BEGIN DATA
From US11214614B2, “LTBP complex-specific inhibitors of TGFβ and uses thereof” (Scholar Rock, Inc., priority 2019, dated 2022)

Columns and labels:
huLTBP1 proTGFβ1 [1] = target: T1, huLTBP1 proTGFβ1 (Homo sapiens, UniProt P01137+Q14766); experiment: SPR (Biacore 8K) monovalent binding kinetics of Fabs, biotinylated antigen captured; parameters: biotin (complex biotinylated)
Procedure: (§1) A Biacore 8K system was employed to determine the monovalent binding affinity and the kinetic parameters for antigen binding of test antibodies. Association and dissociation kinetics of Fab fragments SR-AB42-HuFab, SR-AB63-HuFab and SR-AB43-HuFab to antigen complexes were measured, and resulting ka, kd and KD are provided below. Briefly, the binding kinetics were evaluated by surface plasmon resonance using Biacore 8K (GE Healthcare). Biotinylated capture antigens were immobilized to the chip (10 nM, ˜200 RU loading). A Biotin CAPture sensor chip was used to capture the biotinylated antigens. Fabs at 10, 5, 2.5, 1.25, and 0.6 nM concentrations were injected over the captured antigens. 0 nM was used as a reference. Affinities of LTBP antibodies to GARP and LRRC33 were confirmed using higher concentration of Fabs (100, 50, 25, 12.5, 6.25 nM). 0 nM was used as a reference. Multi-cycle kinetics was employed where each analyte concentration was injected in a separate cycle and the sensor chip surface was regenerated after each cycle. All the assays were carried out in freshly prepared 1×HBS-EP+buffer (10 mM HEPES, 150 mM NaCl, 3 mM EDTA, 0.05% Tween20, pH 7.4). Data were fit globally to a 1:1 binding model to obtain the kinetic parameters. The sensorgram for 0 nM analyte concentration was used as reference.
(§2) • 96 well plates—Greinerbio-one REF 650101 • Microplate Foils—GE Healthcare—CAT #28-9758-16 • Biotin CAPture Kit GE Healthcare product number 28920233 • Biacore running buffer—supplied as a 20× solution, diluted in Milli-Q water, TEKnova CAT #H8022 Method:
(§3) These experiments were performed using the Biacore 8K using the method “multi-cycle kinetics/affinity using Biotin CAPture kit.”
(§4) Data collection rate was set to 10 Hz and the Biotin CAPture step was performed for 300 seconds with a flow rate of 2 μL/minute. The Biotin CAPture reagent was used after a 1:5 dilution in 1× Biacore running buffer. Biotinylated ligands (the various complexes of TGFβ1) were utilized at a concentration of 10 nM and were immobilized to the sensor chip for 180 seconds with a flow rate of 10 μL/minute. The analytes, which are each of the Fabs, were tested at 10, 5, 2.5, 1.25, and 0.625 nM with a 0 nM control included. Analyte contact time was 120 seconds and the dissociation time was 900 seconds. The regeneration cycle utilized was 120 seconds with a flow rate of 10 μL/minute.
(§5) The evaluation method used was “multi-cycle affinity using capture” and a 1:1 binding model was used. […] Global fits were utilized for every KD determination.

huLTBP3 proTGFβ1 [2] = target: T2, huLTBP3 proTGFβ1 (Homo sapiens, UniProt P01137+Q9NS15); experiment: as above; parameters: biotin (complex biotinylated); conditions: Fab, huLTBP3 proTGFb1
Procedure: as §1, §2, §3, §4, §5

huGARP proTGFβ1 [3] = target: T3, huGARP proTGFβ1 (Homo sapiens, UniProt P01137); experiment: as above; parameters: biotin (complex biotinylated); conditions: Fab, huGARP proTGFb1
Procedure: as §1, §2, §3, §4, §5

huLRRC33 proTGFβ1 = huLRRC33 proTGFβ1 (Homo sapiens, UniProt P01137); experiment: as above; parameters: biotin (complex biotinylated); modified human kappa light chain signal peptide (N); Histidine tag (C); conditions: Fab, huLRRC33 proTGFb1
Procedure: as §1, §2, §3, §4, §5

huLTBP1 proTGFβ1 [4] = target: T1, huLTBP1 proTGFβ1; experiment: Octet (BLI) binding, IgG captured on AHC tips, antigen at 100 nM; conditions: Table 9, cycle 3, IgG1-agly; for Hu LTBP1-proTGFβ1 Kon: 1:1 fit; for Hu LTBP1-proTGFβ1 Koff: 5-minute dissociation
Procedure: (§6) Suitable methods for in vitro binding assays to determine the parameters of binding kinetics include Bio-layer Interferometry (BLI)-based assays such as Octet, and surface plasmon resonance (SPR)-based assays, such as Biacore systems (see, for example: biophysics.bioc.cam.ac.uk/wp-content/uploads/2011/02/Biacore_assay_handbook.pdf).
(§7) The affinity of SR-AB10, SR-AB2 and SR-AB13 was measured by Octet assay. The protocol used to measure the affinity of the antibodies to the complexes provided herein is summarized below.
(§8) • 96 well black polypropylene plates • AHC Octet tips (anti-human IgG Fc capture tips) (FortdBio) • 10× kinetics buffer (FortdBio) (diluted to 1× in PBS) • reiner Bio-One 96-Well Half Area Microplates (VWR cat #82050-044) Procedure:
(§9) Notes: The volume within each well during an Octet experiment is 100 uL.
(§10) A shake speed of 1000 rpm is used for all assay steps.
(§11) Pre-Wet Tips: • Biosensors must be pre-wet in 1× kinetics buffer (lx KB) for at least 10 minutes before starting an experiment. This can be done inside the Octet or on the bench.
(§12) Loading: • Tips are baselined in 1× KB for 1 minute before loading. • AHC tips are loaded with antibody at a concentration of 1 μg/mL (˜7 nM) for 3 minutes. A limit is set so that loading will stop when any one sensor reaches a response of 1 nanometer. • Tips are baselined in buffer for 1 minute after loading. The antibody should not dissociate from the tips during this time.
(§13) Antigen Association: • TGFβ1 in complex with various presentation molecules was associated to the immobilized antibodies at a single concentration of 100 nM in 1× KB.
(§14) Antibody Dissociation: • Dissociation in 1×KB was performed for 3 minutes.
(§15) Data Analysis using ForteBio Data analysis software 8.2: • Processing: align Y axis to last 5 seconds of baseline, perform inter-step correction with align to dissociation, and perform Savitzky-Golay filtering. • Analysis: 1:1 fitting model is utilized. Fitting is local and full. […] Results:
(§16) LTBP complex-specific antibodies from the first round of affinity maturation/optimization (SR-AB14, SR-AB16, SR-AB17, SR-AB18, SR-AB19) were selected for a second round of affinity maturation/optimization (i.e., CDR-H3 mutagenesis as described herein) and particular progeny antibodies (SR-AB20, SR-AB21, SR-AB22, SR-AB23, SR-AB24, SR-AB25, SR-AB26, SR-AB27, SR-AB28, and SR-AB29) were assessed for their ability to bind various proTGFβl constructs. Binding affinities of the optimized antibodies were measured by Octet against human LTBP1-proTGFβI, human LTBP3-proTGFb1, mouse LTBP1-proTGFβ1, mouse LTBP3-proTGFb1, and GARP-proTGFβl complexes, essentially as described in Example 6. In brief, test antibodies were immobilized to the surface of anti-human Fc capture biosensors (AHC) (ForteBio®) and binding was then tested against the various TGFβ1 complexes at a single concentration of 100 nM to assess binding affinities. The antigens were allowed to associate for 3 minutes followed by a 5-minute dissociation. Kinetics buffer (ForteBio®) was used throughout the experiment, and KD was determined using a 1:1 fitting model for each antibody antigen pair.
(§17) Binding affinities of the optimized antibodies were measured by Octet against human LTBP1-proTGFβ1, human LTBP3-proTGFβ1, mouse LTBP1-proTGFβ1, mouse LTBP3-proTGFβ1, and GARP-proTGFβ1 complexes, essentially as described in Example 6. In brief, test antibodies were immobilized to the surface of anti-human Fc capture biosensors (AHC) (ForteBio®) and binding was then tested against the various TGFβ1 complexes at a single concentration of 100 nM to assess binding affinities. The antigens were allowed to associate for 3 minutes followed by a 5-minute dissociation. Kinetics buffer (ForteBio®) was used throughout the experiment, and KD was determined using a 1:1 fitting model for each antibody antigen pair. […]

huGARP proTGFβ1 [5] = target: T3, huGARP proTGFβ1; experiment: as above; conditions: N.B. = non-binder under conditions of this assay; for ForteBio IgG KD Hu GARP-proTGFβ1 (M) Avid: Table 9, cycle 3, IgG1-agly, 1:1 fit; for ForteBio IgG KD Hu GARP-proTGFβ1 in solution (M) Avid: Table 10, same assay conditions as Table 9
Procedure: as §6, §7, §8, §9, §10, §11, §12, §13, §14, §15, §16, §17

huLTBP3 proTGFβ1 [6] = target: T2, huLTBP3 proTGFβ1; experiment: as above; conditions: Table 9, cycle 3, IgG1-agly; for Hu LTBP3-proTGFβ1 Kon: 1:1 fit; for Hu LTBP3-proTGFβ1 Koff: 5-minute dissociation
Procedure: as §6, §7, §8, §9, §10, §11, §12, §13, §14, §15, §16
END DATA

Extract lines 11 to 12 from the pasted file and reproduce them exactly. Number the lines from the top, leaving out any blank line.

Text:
huGARP proTGFβ1 [3] = target: T3, huGARP proTGFβ1 (Homo sapiens, UniProt P01137); experiment: as above; parameters: biotin (complex biotinylated); conditions: Fab, huGARP proTGFb1
Procedure: as §1, §2, §3, §4, §5